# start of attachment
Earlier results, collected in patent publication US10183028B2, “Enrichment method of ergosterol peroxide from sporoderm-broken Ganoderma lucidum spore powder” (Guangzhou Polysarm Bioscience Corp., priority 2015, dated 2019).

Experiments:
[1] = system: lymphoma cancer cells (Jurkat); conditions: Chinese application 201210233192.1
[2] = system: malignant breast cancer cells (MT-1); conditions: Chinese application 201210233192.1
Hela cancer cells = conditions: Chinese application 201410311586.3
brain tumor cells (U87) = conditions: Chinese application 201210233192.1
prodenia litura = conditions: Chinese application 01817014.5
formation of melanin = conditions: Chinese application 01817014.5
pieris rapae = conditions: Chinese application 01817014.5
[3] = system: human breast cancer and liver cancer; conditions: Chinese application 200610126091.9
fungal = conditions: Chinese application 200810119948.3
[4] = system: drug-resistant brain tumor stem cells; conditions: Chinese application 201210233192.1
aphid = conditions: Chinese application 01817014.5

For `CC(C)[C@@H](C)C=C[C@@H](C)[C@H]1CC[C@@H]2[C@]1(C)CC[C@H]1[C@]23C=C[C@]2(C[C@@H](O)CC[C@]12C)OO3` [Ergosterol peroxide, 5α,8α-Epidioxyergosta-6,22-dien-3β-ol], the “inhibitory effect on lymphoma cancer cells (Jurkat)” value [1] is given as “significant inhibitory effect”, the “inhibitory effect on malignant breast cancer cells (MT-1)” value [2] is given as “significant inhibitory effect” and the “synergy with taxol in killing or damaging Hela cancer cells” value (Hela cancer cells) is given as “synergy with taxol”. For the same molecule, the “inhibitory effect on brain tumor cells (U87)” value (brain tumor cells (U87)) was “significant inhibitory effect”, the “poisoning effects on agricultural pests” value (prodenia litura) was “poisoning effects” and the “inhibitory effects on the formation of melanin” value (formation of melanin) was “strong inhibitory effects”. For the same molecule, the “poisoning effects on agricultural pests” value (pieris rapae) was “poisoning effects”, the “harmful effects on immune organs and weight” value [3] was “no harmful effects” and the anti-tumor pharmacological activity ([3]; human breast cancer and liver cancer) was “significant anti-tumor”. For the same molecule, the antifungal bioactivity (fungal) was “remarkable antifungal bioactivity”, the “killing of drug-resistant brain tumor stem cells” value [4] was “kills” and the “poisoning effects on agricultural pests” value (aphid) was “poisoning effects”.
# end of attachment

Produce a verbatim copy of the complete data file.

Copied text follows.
Earlier results, collected in patent publication US10183028B2, “Enrichment method of ergosterol peroxide from sporoderm-broken Ganoderma lucidum spore powder” (Guangzhou Polysarm Bioscience Corp., priority 2015, dated 2019).

Experiments:
[1] = system: lymphoma cancer cells (Jurkat); conditions: Chinese application 201210233192.1
[2] = system: malignant breast cancer cells (MT-1); conditions: Chinese application 201210233192.1
Hela cancer cells = conditions: Chinese application 201410311586.3
brain tumor cells (U87) = conditions: Chinese application 201210233192.1
prodenia litura = conditions: Chinese application 01817014.5
formation of melanin = conditions: Chinese application 01817014.5
pieris rapae = conditions: Chinese application 01817014.5
[3] = system: human breast cancer and liver cancer; conditions: Chinese application 200610126091.9
fungal = conditions: Chinese application 200810119948.3
[4] = system: drug-resistant brain tumor stem cells; conditions: Chinese application 201210233192.1
aphid = conditions: Chinese application 01817014.5

For `CC(C)[C@@H](C)C=C[C@@H](C)[C@H]1CC[C@@H]2[C@]1(C)CC[C@H]1[C@]23C=C[C@]2(C[C@@H](O)CC[C@]12C)OO3` [Ergosterol peroxide, 5α,8α-Epidioxyergosta-6,22-dien-3β-ol], the “inhibitory effect on lymphoma cancer cells (Jurkat)” value [1] is given as “significant inhibitory effect”, the “inhibitory effect on malignant breast cancer cells (MT-1)” value [2] is given as “significant inhibitory effect” and the “synergy with taxol in killing or damaging Hela cancer cells” value (Hela cancer cells) is given as “synergy with taxol”. For the same molecule, the “inhibitory effect on brain tumor cells (U87)” value (brain tumor cells (U87)) was “significant inhibitory effect”, the “poisoning effects on agricultural pests” value (prodenia litura) was “poisoning effects” and the “inhibitory effects on the formation of melanin” value (formation of melanin) was “strong inhibitory effects”. For the same molecule, the “poisoning effects on agricultural pests” value (pieris rapae) was “poisoning effects”, the “harmful effects on immune organs and weight” value [3] was “no harmful effects” and the anti-tumor pharmacological activity ([3]; human breast cancer and liver cancer) was “significant anti-tumor”. For the same molecule, the antifungal bioactivity (fungal) was “remarkable antifungal bioactivity”, the “killing of drug-resistant brain tumor stem cells” value [4] was “kills” and the “poisoning effects on agricultural pests” value (aphid) was “poisoning effects”.